• [0011]
    Head acceleration, on the other hand, can be more readily measured; its relationship to severe brain and/or skull injury has been postulated and tested for more than 50 years. Both linear and rotational acceleration of the head play an important role in producing diffuse injuries to the brain and/or skull. The relative contributions of these accelerations to specific injury mechanisms have not been conclusively established. The numerous mechanisms theorized to result in brain and/or skull injury have been evaluated in cadaveric and animal models, surrogate models, and computer models. Prospective clinical studies combining head impact biomechanics and clinical outcomes have been strongly urged. Validation of the various hypotheses and models linking tissue and cellular level parameters with MTBI in sports and other activates requires field data that directly correlates specific kinematic inputs with post-impact trauma in humans.
  • [0012]
    Conventional devices have employed testing approaches which do not relate to devices which can be worn by living human beings, such as the use of dummies. When studying impact with dummies, they are typically secured to sleds with a known acceleration and impact velocity. The dummy head then impacts with a target, and the accelerations experienced by the head are recorded. Impact studies using cadavers are performed for determining the impact forces and pressures which cause skull fractures and catastrophic brain and/or skull injury.
  • [0013]
    There is a critical lack of information about what motions and impact forces lead to MTBI in sports and other activities. Previous research on football helmet impacts in actual game situations yielded helmet impact magnitudes as high as 530 g's for a duration of 60 msec and >1000 g's for unknown durations with no known MTBI. Accelerometers were held firmly to the head via the suspension mechanism in the helmet and with Velcro straps.
  • [0014]
    In view of the foregoing, there is a demand for a head acceleration sensing system that can be manufactured and installed at very low cost to permit widespread utilization. Further, there is a demand for a system and method for measuring the linear and rotational acceleration of a body part that is easy to install and comfortable for the individual to wear. There is also a desire to provide a low-cost system and method that can record and accurately estimate linear and rotational acceleration of a body part.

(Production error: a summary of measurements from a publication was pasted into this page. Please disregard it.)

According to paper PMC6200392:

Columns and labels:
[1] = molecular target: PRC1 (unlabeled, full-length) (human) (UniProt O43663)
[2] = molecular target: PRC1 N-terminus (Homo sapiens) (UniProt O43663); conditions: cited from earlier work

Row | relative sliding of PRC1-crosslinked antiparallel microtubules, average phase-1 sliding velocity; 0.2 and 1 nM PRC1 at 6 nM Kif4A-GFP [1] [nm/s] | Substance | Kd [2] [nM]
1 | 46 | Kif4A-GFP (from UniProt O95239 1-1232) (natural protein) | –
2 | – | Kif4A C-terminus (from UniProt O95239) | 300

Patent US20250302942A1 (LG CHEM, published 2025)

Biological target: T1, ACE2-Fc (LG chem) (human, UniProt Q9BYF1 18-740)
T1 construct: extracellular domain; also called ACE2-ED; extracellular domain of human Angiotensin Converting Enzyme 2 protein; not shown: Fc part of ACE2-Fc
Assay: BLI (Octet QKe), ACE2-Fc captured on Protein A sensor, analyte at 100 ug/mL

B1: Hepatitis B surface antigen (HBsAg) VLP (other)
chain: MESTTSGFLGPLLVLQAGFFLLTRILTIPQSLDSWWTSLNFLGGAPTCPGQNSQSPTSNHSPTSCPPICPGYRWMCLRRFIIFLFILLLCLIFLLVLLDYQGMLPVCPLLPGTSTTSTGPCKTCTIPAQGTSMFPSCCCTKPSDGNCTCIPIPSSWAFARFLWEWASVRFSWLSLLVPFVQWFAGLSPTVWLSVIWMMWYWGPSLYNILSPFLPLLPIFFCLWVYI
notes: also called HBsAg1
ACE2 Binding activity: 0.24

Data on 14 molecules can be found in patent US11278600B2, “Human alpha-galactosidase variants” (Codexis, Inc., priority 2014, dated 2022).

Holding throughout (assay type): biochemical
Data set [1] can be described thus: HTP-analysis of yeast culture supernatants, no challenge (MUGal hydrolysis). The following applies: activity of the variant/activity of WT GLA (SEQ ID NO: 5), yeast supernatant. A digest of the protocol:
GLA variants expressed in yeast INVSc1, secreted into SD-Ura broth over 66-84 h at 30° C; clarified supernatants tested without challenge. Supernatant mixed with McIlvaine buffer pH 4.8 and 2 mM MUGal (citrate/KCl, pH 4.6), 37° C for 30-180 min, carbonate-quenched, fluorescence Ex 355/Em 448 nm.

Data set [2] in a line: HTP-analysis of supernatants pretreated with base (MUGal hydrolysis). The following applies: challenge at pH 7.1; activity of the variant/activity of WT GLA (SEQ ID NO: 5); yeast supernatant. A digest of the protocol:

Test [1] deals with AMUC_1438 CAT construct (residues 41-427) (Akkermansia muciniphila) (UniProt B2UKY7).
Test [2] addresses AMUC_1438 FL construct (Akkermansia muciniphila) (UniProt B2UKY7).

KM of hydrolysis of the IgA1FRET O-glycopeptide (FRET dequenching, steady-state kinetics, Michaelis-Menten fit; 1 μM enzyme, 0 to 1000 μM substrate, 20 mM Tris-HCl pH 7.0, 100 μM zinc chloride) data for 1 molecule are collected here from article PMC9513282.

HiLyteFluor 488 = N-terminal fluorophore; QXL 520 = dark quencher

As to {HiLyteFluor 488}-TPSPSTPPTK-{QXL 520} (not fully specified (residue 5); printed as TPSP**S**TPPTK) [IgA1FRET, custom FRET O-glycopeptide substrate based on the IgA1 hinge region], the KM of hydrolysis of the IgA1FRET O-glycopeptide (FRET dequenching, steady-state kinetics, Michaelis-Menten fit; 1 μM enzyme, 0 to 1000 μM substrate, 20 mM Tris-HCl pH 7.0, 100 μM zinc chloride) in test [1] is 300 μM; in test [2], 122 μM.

• SUMMARY OF THE INVENTION
  • [0015]
    An object of the present invention is to provide an improved brain and/or skull impact measurement system.
  • [0016]
    Another object of the present invention is to provide a brain and/or skull impact measurement system that has a tri-axial accelerometer.
  • [0017]
    A further object of the present invention is to provide a brain and/or skull impact measurement system that can measure impact forces of at least 10's of g's.
  • [0018]
    Yet another object of the present invention is to provide a brain and/or skull impact measurement system that can measure linear and rotation acceleration of a body part.
  • [0019]
    Still a further object of the present invention is to provide a brain and/or skull impact measurement system that includes a body mount impact device sized to be positioned in an ear canal.
  • [0020]
    These and other objects of the present invention are achieved in a brain and/or skull impact measurement system with a body mounted impact device. The body mounted impact device includes a tri-axial accelerometer configured to measure impacts to an individual's body where the sensor produces impact data in response to the impact. A reader is provided with a data processor and a transmitter/receiver that receives the impact data. The reader is coupled to the body mounted impact device and can be a handheld device.
  • [0021]
    In another embodiment of the present invention, a brain and/or skull impact measurement system has a body mounted impact device includes an acceleration sensor configured to measure impacts to an individual's body where the sensor produces impact data in response to the impact. A reader is provided with a data processor and a transmitter/receiver that receives the impact data. The reader is coupled to the body mounted impact device and can be a handheld device.
  • BRIEF DESCRIPTION OF THE DRAWINGS
  • [0022]
    FIG. 1 is a schematic diagram of one embodiment of body mounted device of the brain and/or skull impact measurement system.
  • [0023]
    FIG. 2 is a schematic diagram of one embodiment of a PDA that can be coupled to the body mounted device of FIG. 1.